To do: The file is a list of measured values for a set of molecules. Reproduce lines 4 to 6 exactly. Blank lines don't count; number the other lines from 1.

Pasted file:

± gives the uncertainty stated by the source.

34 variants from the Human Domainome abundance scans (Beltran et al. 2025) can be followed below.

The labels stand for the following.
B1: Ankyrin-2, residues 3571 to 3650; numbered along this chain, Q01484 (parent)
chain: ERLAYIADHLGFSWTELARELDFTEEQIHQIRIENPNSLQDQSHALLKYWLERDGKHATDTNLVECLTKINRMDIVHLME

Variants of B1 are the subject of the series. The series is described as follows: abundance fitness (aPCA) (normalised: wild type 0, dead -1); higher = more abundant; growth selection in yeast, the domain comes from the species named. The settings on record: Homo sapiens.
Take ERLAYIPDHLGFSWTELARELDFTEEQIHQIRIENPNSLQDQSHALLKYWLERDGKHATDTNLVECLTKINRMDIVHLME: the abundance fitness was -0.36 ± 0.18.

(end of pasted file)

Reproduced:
B1: Ankyrin-2, residues 3571 to 3650; numbered along this chain, Q01484 (parent)
chain: ERLAYIADHLGFSWTELARELDFTEEQIHQIRIENPNSLQDQSHALLKYWLERDGKHATDTNLVECLTKINRMDIVHLME

Variants of B1 are the subject of the series. The series is described as follows: abundance fitness (aPCA) (normalised: wild type 0, dead -1); higher = more abundant; growth selection in yeast, the domain comes from the species named. The settings on record: Homo sapiens.